Date of Award
Master of Arts (MA)
Drawing on a sample of low-income African American and Latina girls, the goal of the present investigation was to examine the relevance of self-objectification and self-surveillance to body dissatisfaction and self-worth. Body mass index (BMI), ethnicity, and perceived athletic competence were examined as moderators of these relations. Participants were 10- to 14-year-old African American and Latina girls recruited from a summer camp targeting low-income, urban girls. Surveys that include measures of self-objectification, self-surveillance, body dissatisfaction, self-worth, and perceived athletic competence were individually administered to participants by a research assistant. Height and weight were measured to calculate BMI. Ethnicity information was obtained from surveys completed by parents. Results indicated that self-objectification and self-surveillance were related, and older girls reported higher levels of each. No main effects of self-objectification were found, however, higher levels of self-surveillance were associated with lower self-worth. Among African American girls with higher BMI, self-objectification was associated with less body dissatisfaction. Among Latina girls with higher perceived athletic competence, higher self-objectification was associated with lower self-worth. Findings indicate that self-objectification and self-surveillance are indeed experienced by low-income, ethnic minority girls and increase across the transition to adolescence. Self-surveillance may be particularly important to address in interventions targeting self-worth of ethnic minority girls. Finally, results suggest the importance of ethnicity, BMI, and perceived athletic competence in understanding how self-objectification and self-surveillance relate to well-being among ethnic minority girls.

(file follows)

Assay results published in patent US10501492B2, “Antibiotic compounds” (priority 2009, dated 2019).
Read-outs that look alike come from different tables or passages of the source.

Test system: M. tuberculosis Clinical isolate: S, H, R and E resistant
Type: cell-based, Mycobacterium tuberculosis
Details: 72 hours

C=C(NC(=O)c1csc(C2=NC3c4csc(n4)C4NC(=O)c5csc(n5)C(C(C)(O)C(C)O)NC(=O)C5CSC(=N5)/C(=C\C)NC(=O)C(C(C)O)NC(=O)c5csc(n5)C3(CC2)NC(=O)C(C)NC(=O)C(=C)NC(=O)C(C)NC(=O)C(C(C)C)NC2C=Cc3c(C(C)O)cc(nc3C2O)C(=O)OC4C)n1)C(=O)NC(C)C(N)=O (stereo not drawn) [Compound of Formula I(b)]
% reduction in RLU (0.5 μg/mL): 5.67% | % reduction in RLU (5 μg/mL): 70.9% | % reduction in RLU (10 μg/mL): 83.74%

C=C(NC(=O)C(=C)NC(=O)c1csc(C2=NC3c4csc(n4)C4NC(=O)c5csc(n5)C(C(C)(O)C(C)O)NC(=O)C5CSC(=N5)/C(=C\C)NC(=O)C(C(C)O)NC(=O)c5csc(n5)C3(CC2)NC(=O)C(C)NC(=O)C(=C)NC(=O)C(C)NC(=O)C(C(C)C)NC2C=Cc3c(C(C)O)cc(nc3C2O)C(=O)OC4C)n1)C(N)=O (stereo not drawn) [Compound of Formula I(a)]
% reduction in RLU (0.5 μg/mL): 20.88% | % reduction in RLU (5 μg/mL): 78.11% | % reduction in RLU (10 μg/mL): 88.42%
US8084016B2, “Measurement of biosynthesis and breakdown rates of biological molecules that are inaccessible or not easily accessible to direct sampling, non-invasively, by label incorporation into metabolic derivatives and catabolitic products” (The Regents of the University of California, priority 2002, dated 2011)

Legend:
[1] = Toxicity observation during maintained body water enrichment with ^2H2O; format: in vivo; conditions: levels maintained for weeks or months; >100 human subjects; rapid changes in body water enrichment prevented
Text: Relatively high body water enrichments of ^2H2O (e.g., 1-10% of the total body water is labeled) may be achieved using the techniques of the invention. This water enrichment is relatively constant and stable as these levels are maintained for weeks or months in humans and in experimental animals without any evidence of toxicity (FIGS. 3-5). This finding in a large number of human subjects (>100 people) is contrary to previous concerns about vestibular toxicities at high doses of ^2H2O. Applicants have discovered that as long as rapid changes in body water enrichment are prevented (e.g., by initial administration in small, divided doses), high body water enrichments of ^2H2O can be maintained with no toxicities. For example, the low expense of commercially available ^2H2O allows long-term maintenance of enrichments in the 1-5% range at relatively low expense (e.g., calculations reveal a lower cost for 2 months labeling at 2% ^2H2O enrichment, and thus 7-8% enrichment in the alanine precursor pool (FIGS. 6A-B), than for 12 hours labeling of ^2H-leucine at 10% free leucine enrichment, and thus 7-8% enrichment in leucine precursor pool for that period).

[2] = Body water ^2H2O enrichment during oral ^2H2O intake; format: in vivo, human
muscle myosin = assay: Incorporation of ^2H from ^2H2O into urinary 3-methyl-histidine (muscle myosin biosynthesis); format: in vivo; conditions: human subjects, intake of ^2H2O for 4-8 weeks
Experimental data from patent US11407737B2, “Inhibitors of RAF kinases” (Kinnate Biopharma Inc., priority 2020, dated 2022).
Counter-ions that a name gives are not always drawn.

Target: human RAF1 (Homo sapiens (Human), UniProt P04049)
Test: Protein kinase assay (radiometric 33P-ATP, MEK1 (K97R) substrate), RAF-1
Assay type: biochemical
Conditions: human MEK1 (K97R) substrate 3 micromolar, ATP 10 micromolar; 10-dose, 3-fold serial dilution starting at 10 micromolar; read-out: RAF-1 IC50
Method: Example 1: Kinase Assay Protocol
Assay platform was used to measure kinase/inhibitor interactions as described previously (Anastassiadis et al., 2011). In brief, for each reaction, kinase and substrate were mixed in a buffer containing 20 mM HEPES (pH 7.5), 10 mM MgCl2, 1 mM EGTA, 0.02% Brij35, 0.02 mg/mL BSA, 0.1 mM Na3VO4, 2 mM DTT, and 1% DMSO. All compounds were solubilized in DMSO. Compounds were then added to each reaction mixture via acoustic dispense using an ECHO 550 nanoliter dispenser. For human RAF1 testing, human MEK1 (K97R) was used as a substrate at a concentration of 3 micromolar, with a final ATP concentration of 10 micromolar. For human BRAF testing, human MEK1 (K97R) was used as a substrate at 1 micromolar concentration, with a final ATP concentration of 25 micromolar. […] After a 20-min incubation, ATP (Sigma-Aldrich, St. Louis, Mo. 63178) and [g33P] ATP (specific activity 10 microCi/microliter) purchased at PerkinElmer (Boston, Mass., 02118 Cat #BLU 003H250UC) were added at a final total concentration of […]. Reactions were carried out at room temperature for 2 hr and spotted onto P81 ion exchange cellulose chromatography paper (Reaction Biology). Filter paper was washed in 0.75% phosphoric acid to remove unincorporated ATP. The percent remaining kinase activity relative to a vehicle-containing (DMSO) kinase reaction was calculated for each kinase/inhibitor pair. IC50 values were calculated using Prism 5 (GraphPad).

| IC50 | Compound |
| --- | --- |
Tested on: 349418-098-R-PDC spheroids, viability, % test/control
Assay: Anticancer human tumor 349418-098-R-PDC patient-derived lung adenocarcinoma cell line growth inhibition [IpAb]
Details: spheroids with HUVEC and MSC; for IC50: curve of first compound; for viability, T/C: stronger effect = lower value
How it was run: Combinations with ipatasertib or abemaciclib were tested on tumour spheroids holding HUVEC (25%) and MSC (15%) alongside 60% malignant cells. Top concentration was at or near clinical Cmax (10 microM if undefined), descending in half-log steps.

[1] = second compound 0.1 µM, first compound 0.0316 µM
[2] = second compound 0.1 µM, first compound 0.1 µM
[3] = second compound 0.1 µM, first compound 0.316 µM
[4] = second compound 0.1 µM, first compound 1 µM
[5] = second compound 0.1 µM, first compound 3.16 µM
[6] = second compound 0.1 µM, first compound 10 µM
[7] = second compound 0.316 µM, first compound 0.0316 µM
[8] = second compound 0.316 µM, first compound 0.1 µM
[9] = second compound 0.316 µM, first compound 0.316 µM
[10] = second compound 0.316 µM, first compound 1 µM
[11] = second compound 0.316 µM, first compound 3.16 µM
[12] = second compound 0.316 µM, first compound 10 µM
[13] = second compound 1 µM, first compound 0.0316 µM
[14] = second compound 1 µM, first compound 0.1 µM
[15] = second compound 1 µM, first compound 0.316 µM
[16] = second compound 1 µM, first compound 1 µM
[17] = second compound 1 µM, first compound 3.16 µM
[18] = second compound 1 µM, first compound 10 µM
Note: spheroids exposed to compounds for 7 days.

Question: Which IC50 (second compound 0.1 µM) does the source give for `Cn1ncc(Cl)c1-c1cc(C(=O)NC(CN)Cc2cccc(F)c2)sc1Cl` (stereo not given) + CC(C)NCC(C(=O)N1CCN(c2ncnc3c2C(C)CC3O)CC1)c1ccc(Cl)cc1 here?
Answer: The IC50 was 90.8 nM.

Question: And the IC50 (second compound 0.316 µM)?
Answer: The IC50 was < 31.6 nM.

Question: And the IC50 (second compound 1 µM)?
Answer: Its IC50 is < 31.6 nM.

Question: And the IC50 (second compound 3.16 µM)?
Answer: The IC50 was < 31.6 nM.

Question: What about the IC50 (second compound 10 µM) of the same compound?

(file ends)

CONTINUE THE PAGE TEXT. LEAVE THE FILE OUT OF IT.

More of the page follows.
Burdette, Kimberly A., "Self-Objectification and Self-Surveillance in African American and Latina Girls: Links to Body Dissatisfaction and Self-Worth" (2014). Master's Theses. 2232.
Creative Commons License
This work is licensed under a Creative Commons Attribution-Noncommercial-No Derivative Works 3.0 License.
Copyright © 2014 Kimberly A. Burdette